God's will and functioning together in perfect accord
Oct 20, 2001 10:33 AM
by Eldon B Tucker
At 02:57 AM 10/18/01 -0700, you wrote:
Well, your definition of God is quite original. If we are
god together, and together we want something quite foolish,
would that mean that a mahatma would support that?
> From: Etzion Becker <firstname.lastname@example.org>
> *God* is a man made phrase. My view (at least for today,
> tomorrow is another
> day), that *God* is who we are collectively. At this
> Earthly phase of
> action, we can experience *Godhood* only if we would
> function together with
> perfect accord. ...
I'd say that "God's will" is a poetic way of putting
"being in accord with the Tau," operating without sense
of self, "having stopped the world," or existing in a
state where the action of the mind to create an artificial
sense of an objective external world has stopped.
We each have ways of looking on the spiritual purpose
that explain or describe it best to us. This is just
like we may have our own favorite things we think of
when listening to the same good music.
When we operate in collective harmony with a group of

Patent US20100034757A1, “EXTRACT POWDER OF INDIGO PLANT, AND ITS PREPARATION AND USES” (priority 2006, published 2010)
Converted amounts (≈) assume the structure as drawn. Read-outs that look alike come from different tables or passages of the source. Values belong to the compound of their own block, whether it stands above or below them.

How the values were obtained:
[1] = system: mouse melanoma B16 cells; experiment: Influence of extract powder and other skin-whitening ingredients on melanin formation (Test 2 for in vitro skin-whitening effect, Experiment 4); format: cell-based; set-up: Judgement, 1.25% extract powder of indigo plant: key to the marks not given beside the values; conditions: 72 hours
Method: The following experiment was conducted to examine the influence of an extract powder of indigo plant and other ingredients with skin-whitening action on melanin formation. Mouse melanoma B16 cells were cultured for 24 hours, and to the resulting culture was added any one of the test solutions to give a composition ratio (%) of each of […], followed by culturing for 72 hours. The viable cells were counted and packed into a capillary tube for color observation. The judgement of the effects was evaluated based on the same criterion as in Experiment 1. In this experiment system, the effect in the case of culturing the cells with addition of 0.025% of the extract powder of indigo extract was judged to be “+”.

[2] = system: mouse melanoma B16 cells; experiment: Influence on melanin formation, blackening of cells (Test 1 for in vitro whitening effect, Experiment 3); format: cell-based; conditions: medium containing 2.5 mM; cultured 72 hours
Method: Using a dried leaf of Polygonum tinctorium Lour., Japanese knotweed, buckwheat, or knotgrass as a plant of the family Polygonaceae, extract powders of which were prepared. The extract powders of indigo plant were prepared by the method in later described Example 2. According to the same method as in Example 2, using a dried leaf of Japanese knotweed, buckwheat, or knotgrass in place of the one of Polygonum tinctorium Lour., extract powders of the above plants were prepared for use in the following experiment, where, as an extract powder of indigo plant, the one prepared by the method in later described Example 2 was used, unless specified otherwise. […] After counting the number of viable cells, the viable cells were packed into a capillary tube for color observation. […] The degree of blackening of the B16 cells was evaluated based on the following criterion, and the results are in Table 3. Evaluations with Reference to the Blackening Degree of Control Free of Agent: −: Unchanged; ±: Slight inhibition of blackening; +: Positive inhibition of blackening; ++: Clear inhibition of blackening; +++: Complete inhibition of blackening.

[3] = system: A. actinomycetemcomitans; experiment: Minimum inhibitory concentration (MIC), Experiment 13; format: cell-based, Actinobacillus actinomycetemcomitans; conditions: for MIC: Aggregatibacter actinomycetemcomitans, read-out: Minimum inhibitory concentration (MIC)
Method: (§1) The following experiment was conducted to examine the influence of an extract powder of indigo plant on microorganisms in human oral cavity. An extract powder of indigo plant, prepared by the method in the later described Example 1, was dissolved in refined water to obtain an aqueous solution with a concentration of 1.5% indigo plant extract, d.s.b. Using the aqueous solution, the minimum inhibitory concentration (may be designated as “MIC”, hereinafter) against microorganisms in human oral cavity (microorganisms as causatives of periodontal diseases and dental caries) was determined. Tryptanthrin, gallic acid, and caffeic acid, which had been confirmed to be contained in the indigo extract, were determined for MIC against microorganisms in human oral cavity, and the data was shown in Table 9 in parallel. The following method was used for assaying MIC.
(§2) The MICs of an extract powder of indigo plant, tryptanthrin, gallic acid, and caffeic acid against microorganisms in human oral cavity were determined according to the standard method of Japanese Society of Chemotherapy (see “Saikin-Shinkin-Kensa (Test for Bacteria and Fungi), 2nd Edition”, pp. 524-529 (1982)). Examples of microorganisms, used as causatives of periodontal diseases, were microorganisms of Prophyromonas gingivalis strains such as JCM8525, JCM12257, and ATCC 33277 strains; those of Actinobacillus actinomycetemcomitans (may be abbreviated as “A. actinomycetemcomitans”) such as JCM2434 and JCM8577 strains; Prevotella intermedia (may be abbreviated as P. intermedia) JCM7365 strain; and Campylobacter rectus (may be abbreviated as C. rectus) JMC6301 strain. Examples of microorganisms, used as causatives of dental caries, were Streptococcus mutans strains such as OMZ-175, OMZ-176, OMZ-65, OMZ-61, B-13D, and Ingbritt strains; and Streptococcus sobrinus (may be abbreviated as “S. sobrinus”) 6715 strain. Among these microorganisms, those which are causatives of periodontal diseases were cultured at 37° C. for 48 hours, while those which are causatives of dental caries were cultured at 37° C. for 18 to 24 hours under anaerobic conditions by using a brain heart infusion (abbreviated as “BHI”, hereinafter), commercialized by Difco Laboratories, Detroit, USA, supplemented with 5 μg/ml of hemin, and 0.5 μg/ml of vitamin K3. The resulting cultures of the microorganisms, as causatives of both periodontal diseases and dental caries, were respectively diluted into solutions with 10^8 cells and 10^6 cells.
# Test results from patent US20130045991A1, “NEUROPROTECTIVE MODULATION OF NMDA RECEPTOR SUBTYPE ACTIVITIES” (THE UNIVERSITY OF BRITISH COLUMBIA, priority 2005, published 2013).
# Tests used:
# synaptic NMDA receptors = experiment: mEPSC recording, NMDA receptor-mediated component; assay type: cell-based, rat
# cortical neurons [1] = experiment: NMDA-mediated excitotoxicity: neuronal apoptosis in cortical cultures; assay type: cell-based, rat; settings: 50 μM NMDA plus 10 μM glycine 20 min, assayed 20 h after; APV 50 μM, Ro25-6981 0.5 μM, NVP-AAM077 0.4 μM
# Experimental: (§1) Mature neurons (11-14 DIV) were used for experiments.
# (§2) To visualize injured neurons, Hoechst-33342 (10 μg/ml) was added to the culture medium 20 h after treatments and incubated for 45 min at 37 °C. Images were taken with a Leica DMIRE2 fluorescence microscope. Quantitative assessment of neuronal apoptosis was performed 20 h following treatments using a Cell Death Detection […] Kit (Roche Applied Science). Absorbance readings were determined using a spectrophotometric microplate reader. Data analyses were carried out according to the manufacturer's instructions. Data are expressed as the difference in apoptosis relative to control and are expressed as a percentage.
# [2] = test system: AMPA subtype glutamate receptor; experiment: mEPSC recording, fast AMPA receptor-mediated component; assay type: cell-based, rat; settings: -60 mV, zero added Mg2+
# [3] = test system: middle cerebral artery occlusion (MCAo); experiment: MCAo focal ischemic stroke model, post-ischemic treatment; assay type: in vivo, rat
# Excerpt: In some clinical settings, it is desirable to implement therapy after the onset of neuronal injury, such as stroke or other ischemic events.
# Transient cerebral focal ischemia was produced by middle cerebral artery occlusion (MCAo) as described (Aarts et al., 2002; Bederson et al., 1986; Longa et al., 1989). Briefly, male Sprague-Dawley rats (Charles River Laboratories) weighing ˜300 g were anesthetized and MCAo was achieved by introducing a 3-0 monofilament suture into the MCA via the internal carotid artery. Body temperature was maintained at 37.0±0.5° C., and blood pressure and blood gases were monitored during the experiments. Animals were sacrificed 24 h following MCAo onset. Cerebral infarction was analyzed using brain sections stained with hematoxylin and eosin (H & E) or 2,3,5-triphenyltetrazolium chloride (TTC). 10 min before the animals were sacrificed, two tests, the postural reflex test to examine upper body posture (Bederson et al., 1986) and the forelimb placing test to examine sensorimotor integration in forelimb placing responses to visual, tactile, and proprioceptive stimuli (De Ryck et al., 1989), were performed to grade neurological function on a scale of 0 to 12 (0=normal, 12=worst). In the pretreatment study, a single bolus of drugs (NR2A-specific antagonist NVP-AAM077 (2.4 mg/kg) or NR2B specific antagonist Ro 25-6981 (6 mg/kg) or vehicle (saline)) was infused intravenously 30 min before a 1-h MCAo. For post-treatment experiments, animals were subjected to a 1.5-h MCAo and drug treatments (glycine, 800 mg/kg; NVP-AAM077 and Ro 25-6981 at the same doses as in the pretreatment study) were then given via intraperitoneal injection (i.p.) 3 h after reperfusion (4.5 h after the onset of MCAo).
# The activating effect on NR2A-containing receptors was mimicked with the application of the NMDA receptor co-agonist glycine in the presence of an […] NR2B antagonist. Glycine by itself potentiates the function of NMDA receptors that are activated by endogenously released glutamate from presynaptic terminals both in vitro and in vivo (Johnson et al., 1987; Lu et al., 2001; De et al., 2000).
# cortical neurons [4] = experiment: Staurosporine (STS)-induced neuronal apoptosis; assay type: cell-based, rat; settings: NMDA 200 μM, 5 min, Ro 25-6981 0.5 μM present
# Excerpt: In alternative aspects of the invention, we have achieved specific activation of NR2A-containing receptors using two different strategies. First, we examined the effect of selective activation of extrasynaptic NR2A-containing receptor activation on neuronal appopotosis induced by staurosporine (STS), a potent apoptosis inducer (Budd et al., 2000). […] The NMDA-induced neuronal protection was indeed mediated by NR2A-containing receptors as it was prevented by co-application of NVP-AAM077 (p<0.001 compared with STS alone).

people, it means that we've synchronized ourselves with
them. But it doesn't necessarily mean that the entire
group of us is up to good things. A terrorist cell may
cooperate among its members as selflessly as the monks
at a genuinely good monastery do.
The highest form of harmony, I'd say, is when we
function in complete accord with our inner sense of
purpose in life. When we're truly ourselves, without
fear, doubt, or hesitation, even if we are in conflict
with others or our surroundings, then there is harmony.
Complete harmony within, throughout our being, may
work itself out into external life in our cooperation
with others. Or it may work itself out in our opposition
to what others would do.
The external conflict between people and things arises
from inner conflict that can work itself out no other
way. When inner harmony is established, the need for
outer aggression, destruction, and fighting goes away.
Acting peaceful without, barely restraining oneself,
while fighting to hold back an inner rage, one is not
doing good. This held-back rage darkens the world in
ways that one is unaware of, and can come out in things
that one unintentionally does.
Achieving inner peace, one need not take specific
steps to clean up one's outer life. When the inner
storms have subsided, there is nothing to fuel further
negative action, and one's life naturally gravitates
towards being a positive force in the world.
The basic rule would be: Clean up within and everything
will brighten. Only work on the without, and the
inner blackness will continue to seep outwards, darkening
the world about one in unexpected ways.
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